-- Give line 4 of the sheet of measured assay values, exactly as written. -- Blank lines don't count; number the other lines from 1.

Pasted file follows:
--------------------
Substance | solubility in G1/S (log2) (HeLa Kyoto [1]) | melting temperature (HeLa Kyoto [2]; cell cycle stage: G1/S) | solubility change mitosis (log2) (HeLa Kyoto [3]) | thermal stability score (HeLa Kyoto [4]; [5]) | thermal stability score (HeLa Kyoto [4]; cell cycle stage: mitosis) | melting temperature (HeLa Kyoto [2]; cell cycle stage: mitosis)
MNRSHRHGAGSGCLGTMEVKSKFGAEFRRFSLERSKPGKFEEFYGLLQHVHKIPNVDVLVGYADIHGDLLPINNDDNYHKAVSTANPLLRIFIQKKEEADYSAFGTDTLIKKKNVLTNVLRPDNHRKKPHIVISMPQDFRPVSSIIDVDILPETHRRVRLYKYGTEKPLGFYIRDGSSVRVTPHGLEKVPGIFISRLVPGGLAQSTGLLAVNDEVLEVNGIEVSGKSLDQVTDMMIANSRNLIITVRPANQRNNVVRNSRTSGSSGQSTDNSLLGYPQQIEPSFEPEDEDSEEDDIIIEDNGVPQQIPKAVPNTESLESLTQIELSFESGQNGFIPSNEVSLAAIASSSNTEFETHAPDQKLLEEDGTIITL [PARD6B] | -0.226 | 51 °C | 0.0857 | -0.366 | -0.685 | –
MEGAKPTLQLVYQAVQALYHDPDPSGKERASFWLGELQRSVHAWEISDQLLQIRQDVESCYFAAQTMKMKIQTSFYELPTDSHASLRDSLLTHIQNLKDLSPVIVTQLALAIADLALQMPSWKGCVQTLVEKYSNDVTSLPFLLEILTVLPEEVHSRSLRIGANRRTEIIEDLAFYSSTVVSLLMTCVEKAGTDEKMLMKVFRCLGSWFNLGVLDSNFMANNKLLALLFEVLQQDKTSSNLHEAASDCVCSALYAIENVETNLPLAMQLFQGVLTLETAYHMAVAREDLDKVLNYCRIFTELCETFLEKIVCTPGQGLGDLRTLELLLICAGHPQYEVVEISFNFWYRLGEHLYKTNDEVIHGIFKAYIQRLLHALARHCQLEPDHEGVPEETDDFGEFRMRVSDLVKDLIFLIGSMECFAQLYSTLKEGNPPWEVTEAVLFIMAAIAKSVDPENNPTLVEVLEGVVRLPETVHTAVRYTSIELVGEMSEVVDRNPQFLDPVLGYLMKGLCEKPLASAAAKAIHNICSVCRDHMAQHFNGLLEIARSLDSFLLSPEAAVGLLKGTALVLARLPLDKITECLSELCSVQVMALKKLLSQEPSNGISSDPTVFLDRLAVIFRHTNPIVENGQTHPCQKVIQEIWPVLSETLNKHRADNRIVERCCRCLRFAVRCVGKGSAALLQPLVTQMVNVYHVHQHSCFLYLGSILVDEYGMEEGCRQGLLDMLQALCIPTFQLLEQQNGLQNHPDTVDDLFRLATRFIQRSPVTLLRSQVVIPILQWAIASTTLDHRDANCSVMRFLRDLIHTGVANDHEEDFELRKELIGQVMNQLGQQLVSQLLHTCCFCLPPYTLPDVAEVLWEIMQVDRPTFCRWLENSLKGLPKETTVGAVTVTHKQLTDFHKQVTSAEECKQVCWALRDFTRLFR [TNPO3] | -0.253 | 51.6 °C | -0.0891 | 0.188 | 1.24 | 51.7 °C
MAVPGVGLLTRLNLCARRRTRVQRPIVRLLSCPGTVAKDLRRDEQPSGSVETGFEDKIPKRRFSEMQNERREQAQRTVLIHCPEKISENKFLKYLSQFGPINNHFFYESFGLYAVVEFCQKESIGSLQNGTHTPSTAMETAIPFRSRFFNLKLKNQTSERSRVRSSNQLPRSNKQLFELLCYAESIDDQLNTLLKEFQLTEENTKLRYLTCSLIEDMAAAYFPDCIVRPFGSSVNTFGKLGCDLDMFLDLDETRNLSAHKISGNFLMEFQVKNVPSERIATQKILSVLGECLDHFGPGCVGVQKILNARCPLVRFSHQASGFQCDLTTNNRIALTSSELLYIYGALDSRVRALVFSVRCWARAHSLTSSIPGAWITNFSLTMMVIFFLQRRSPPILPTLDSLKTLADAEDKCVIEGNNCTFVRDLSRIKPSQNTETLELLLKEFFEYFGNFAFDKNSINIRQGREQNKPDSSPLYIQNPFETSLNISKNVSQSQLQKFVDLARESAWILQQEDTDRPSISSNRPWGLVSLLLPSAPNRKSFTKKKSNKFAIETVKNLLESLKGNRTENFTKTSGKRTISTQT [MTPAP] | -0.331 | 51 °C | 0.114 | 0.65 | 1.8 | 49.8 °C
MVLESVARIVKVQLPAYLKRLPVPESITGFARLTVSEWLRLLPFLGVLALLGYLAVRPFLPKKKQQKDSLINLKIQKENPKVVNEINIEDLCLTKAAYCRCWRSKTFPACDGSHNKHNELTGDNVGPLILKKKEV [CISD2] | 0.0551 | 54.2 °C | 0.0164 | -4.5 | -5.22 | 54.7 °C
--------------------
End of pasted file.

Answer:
MAVPGVGLLTRLNLCARRRTRVQRPIVRLLSCPGTVAKDLRRDEQPSGSVETGFEDKIPKRRFSEMQNERREQAQRTVLIHCPEKISENKFLKYLSQFGPINNHFFYESFGLYAVVEFCQKESIGSLQNGTHTPSTAMETAIPFRSRFFNLKLKNQTSERSRVRSSNQLPRSNKQLFELLCYAESIDDQLNTLLKEFQLTEENTKLRYLTCSLIEDMAAAYFPDCIVRPFGSSVNTFGKLGCDLDMFLDLDETRNLSAHKISGNFLMEFQVKNVPSERIATQKILSVLGECLDHFGPGCVGVQKILNARCPLVRFSHQASGFQCDLTTNNRIALTSSELLYIYGALDSRVRALVFSVRCWARAHSLTSSIPGAWITNFSLTMMVIFFLQRRSPPILPTLDSLKTLADAEDKCVIEGNNCTFVRDLSRIKPSQNTETLELLLKEFFEYFGNFAFDKNSINIRQGREQNKPDSSPLYIQNPFETSLNISKNVSQSQLQKFVDLARESAWILQQEDTDRPSISSNRPWGLVSLLLPSAPNRKSFTKKKSNKFAIETVKNLLESLKGNRTENFTKTSGKRTISTQT [MTPAP] | -0.331 | 51 °C | 0.114 | 0.65 | 1.8 | 49.8 °C